I fell back and covered my face in shame. In a manger? Could it be? Had the Messiah indeed come to us? But, in my manger? Born among animals and filth? My animals? My filth? I rolled onto my stomach and sobbed into the dry earth. What had I done? I had cursed God! I had shaken my fist at Him! I had demanded He do something to relieve me of my suffering. But, it was not supposed to be like this. The Messiah was a king, a conqueror who should have been born in the palace of the high king. Instead, he was born in a manger! In MY manger!

I rolled over and the night had once again darkened. I heard a scraping, scratching sound and suddenly the sheep from the hillside were all about me, running, jumping, leaping in joy as they tore over the hill top and descended toward Bethlehem. The shepherds followed. One stopped and reached out a hand.

“Will you join us? Will you come and see this thing which has come to pass that the Lord has made known to us.” His face was bright with joy.

I looked at his rough, calloused hand. I grimaced at his odor of night and sweat and sheep. I reached out and took his hand.

“Yes. I know where this thing has taken place. In a manger.”

The shepherd smiled. “Yes. The Lamb of God would only be born in a manger.”

He walked past me, leaving me standing alone on the hilltop as he followed the other shepherds and their sheep down into the sleeping town of Bethlehem. He had come that night. He had come in a way I could never anticipate. God worked in ways I could not understand!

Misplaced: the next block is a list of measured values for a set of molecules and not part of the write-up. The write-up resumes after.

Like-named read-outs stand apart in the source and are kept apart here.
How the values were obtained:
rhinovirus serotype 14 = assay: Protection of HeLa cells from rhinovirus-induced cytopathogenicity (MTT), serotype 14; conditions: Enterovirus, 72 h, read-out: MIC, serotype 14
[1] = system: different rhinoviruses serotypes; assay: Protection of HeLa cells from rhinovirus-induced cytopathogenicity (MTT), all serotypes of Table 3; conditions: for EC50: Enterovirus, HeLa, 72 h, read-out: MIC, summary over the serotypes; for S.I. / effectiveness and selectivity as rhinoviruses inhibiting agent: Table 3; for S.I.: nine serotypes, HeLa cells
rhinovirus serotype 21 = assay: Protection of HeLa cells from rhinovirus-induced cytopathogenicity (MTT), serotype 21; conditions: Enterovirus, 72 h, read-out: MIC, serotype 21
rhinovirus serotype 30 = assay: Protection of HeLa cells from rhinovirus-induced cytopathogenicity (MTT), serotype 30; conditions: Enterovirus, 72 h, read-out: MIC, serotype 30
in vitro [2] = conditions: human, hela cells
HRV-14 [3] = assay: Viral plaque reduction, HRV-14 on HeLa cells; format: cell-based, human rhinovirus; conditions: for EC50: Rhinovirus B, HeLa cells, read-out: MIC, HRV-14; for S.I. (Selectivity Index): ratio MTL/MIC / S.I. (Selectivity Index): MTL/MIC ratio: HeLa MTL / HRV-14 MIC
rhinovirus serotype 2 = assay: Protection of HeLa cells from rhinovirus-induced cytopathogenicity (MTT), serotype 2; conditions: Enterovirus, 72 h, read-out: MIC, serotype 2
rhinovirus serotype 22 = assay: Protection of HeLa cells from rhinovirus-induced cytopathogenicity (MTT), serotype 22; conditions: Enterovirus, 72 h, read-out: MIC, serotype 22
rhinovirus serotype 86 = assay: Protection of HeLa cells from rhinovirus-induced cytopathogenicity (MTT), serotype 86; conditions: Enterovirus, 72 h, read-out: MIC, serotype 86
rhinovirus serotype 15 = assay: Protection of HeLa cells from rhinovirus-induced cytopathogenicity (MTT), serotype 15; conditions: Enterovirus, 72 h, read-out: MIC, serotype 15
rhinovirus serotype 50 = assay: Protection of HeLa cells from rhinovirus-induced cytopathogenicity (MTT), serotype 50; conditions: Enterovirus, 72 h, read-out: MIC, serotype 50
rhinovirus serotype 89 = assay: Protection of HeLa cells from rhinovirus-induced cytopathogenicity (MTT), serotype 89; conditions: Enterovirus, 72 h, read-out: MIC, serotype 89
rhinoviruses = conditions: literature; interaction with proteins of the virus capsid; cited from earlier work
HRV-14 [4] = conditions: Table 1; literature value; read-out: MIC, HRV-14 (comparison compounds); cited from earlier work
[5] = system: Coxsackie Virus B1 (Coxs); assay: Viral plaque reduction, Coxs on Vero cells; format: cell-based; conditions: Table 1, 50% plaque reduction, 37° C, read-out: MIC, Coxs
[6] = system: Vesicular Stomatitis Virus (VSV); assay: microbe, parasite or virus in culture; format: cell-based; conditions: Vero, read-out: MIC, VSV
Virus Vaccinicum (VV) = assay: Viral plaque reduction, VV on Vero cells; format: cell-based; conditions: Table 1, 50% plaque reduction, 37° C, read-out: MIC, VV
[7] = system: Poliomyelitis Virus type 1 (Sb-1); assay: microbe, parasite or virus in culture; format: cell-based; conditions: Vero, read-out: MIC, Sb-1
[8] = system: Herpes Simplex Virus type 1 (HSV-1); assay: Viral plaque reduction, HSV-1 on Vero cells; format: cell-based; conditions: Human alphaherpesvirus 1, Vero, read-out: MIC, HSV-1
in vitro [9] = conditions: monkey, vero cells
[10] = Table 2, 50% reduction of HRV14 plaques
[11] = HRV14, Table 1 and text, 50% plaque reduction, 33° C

I felt the blood trickle down my hand from the wound in my finger. For a moment, my depression lifted; my despair vanished in the realization that the Messiah had come! My brother would be avenged.

And then, a creeping oppression fell over me. I looked long and hard at the blood on my hand. I felt the splinters of the cross. In a flash, I saw the future, a vision that could only come from God and realized that as painful as it was to have seen my brother die on a cross, it was nothing compared with the pain God would feel when his Son would do the same to save us all. This king was born to die!

I made my way down the hill side and stepping over my bother’s cross, stepping over the past which I could no longer change; I embraced God’s future for us all.


About Bruce Hennigan

Published novelist, dramatist, apologist, and physician.

Posted on December 24, 2014, in Steel Chronicles. Bookmark the permalink. Comments Off on The Innkeeper.